"A lot of people come in here collecting. Blind people with 20-20 vision. Deaf people who can hear the tumblers on my safe when I dial the combination. So with this experience I say, why not you?"—Sol Nazerman (Rod Steiger)
A long time ago, Sol Nazerman (Rod Steiger) was a professor. He had a family. His children ran in fields and caught butterflies. Now Sol is a bitter old pawnbroker. His unprofitable store is a front for a local gangster (Brock Peters). His eager assistant (Jaime Sanchez) is looking for a quick way to get rich. A charity worker (Geraldine Fitzgerald) constantly begs for his attention. After all, they all want something out of him. He is a Jew, so he must have plenty to give, right?
These days, movie audiences and critics tend to cringe when yet another heartfelt Holocaust drama hits the screen. Of course, most of them tend toward the sentimental. And some people just wonder, well, what is the deal with these Jews in Hollywood? Can't they just get over it already?
The truth is that Hollywood has spent decades avoiding any discussion of the Jewish experience in America or elsewhere. Particularly the Holocaust. While European artists produced masterworks like Resnais' Night and Fog and Wiesel's Night, we just did not want to talk about such things. And in spite of what people might think about the Jewish presence in popular culture, there has always been a sense of anxiety in Hollywood about calling attention to the issue of ethnicity. Thus, Hollywood took nearly two decades after the end of World War II to address one of the greatest tragedies of the human race.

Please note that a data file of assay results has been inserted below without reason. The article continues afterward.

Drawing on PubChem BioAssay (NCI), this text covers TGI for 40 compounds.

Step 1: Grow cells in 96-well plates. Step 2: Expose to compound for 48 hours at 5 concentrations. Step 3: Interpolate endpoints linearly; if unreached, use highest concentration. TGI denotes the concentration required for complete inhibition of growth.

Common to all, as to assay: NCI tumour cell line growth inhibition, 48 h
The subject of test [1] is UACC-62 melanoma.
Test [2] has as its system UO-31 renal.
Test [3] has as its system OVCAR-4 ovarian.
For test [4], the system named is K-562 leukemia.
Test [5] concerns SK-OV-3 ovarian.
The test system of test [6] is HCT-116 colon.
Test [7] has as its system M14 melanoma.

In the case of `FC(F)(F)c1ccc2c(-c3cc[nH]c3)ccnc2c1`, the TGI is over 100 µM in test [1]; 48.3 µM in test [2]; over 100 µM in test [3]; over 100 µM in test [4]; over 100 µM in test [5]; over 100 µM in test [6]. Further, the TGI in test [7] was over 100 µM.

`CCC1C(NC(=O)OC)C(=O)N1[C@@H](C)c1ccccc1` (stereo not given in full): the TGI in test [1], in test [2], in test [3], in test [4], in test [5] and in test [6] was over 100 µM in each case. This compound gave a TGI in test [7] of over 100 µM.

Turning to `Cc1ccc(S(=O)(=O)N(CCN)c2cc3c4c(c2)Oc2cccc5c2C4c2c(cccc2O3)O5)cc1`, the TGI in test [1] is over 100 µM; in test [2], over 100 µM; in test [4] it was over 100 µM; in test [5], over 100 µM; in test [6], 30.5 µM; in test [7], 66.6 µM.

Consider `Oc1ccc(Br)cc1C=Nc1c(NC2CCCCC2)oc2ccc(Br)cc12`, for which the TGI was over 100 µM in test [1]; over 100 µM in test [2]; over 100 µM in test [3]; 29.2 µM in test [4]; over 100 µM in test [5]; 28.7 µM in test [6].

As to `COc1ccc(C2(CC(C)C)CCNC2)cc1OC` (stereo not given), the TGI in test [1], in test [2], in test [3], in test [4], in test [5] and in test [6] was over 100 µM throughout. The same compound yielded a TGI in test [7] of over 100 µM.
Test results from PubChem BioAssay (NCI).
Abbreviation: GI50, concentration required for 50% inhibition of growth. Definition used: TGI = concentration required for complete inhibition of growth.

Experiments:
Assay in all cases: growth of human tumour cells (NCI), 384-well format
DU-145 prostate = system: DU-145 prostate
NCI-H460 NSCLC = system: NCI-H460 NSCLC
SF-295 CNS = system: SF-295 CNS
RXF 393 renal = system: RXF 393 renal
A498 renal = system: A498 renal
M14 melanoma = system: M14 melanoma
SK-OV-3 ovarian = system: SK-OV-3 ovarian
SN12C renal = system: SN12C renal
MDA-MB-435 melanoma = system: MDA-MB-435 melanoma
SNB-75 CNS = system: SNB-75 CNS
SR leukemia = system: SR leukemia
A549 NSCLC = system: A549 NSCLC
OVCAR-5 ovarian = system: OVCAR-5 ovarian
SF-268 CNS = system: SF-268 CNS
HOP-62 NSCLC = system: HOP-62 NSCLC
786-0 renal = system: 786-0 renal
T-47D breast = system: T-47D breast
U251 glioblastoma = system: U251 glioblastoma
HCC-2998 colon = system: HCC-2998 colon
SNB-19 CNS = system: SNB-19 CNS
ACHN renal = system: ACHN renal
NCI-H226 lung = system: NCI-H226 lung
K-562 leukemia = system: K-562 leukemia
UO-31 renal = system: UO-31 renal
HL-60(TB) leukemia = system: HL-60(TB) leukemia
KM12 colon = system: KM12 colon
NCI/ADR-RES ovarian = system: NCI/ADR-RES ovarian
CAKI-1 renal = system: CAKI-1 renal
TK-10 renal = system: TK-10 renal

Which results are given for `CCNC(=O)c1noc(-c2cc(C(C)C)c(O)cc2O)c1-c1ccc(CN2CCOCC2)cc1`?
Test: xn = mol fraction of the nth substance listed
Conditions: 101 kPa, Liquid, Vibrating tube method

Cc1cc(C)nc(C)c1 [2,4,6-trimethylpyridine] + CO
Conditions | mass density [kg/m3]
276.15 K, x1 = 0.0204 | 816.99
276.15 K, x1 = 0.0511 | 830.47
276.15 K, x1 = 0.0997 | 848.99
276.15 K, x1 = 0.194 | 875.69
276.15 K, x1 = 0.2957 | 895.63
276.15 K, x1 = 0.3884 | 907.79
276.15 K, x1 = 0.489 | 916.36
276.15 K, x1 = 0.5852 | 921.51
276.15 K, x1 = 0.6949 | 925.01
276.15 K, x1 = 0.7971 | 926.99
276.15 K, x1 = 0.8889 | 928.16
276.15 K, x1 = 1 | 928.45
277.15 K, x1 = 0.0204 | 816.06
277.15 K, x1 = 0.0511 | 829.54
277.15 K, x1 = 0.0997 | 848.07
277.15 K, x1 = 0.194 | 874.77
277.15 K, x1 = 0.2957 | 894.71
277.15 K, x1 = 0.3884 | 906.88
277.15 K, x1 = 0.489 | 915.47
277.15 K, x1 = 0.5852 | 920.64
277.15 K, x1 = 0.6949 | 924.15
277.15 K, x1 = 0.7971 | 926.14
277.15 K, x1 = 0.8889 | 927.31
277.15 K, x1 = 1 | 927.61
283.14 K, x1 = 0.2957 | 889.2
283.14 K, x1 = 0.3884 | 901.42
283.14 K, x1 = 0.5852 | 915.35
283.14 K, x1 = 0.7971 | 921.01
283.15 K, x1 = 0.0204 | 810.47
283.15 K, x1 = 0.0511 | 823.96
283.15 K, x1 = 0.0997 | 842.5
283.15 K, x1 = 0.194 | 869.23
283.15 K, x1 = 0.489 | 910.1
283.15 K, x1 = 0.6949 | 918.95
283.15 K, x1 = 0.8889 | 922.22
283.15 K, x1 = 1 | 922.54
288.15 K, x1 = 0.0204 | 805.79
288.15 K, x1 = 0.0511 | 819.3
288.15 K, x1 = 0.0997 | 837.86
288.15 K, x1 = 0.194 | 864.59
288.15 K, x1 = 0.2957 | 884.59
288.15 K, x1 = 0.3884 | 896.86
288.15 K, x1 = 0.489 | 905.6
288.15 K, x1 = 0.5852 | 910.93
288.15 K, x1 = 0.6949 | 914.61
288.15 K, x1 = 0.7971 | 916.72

Based on Edward Lewis Wallant's novel, The Pawnbroker is primarily a vehicle for a devastating performance by Rod Steiger, who unjustly lost the Oscar for Best Actor to Lee Marvin in Cat Ballou. As Sol Nazerman, Steiger never elicits mere pity. Sol is a brooding, bullying man, always uncertain of his relationships. His marriage is strained with his second wife (it is hinted that they married out of desperation after losing both their families to the Nazis). Ortiz (Jaime Sanchez) looks to Sol as both a teacher and a father figure, only to find the old man constantly pushing him away. Eventually, this leads Ortiz into a series of bad decisions that cause everyone around to suffer in terrible ways. Both Sol and Ortiz become trapped by their own desires: Sol's desire to remain in the past that prevents his ability to forge new relationships, and Ortiz's desire to move ahead too quickly that causes him to act impulsively and shatter the relationships he already has.
Sol cannot even find sympathy for the desperate souls who come into his shop to sell their last possessions. He pretends to live in the moment, to worship materialism, as if it is all expected of him simply because he is a Jew. But like the sympathetic Jewish money-lender in Dickens' Our Mutual Friend, Sol undermines the stereotype and garners our empathy because he is in thrall to another, genuinely greedy man: the imperious gangster Rodriguez (Brock Peters), whose brutality parallels the Nazis who haunt Sol's memories.